There are three situations presented in the simulation which poses different ethical dilemmas on the part of the decision-maker. The symptoms of the respective dilemmas and their root causes shall be discussed individually because “analysis would be proper if they are able to locate the root cause of the conflict” (Lee). The Indiscreet Relationship The first situation presented was an indiscreet relationship between a boss and his secretary. The boss took the secretary along with him during business trips at the expense of the company.
He even promoted the secretary to junior account executive. This problem created a stir within the company and corridor talks went around saying that the way to make it through the ladder of success in the company was through less than ethical means. This has caused an unrest among the employees of the organization that an ethical stand should be taken. However, the decision-maker had an ethical dilemma in making his decision. The boss, Patrick, is his former friend and colleague who was the one instrumental in landing him his job.
Patrick also helped him during his early days with the company in getting hold of the ropes of the business of the company. On the other hand, company morale is going down because the employees think he is an unethical leader for allowing Patrick have his way in maintaining an indiscreet relations with his subordinate and in spending company resources in the process. This is what defines the ethical dilemma here. Sniffdog The second situation presented by the simulation which involved an ethical dilemma is the decision to represent SilverPill and their Sniffdog account.
Sniffdog is a computer program which could sneak into the user’s hardware and retrieve many confidential data without the user’s knowledge. The ethical dilemma comes in when taking the account means allowance of the intrusion of privacy while not taking the account will make the company lose a lot of money by losing the account. The fact that compounds these all is that SilverPill informed the company that they will give all their accounts to McKinley should they choose to endorse Sniffdog.
The ethics rulebook of McKinley states that the employees will maintain impeachable integrity in all its business dealings. Allowing Sniffdog to push through will not reflect well of this ethical rule. On its face, the business being dealt with here is plainly business and nothing will be objectionable about it. McKinley will just seek to endorse the Sniffdog program. However, when the program has capabilities of sneaking into private information, an ethical issue arises for McKinley will be signing itself to be part of such intrusion.
Although SilverPill promised not to use any information that may be gathered for any illegal or extralegal use nor to sell it to a third party, the fact alone that there will be intrusion into the private lives of the users of the program will already present a grave ethical issue. Thus, the root cause of the problem here is whether or not to be a part of a project which can intrude into the private lives of clients by collecting confidential information from them without their knowledge.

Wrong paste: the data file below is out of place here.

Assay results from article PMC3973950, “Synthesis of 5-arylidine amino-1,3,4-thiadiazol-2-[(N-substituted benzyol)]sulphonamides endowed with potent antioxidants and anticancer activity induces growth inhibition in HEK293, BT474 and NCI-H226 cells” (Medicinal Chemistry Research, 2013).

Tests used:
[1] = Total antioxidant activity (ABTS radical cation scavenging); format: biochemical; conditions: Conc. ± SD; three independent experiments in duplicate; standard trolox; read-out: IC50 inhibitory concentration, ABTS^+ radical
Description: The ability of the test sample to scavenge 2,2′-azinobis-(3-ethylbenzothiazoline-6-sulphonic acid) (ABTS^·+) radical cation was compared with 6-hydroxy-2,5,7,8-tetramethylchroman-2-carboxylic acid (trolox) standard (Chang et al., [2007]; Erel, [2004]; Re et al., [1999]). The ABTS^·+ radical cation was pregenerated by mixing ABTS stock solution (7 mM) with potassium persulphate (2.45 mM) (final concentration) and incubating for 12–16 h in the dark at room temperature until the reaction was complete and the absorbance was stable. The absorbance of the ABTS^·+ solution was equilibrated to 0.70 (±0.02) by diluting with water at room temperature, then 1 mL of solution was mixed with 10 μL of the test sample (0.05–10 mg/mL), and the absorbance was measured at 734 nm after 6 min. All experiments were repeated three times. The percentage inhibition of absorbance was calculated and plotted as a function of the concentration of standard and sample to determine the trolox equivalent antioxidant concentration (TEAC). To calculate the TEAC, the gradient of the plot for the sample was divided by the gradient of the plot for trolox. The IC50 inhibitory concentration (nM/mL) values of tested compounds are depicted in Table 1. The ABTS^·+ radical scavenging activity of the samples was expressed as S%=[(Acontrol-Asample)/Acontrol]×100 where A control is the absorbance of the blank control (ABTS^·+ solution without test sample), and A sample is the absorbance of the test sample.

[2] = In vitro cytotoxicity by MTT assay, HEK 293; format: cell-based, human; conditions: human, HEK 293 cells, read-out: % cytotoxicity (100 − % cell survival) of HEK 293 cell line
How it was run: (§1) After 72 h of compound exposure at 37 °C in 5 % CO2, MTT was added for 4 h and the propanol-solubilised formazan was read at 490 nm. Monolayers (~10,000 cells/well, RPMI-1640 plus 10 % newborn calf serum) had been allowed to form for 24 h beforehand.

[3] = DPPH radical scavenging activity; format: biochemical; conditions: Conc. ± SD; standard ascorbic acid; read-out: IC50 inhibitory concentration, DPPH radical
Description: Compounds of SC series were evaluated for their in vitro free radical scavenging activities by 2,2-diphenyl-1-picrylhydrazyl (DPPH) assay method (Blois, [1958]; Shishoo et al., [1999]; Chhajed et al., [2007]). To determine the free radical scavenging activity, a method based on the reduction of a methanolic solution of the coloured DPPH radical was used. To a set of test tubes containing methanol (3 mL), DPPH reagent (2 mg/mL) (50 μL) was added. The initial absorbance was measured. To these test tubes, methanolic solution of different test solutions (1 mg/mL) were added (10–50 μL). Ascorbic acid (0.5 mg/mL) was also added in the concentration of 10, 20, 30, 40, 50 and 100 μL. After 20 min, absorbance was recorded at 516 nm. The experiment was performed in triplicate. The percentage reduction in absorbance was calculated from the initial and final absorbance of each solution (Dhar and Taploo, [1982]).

Think Eddie And the third situation with an ethical dilemma presented by the simulation is whether or not to reveal certain information about the program Sniffdog to Think Eddie which is a competitor of SilverPill. At this point, SilverPill is no longer associated with McKinley and has moved on to another PR company. Think Eddie has entered the picture and wants McKinley to represent them for a computer program which has the same features as that of SilverPill’s Sniffdog. Think Eddie is a big client.
And now it wants information about the Sniffdog program without, however, threats of any sanctions given to McKinley in case of non-compliance. The ethical dilemma here is whether to reveal the requested information to Think Eddie or not. Though Think Eddie did not give any threats for non-disclosure, surely there was an unwritten statement accompanying the request that non-disclosure might strain the relationship between the two companies. On the other hand, the ethics rule book of McKinley prescribes them not to hold conflicting interests.
SilverPill, though a former client, still has the right that every information given by it to McKinley be kept confidential by the latter. Because of the mentioned rule, McKinley is duty-bound not to divulge confidential client information, especially in this case where the revelation will be made to a competitor. The root cause of the problem, therefore, is whether or not to reveal information obtained from a former engagement in order to establish a better business relationship with a new engagement even though the two have conflicting interests and the former engagement has already been severed.
In all, the ethical dilemmas arise not because of the ethics rule books established by company but mostly because of moral grounds. “If doing what is right produces something bad, or if doing what is wrong produces something good, the force of moral obligation may seem balanced by the reality of the good end. We can have the satisfaction of being right, regardless of the damage done; or we can aim for what seems to be the best outcome, regardless of what wrongs must be committed” (Ross, 2007). Thus, the root of these dilemmas is simply because there are moral standards to which, companies as well as persons, must adhere.